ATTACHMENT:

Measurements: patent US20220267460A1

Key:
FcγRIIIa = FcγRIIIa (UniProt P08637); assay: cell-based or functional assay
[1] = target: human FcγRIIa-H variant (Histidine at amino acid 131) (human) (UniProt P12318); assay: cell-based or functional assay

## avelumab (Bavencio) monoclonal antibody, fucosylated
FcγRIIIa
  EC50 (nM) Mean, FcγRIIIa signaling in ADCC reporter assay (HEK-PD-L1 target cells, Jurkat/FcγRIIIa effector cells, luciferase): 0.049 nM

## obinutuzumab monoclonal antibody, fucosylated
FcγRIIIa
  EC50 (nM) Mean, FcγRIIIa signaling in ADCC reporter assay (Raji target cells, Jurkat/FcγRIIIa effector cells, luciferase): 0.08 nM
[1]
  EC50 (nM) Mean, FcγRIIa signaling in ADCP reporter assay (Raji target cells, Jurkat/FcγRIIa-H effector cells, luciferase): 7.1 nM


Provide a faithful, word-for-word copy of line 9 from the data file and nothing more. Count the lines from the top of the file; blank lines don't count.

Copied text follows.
FcγRIIIa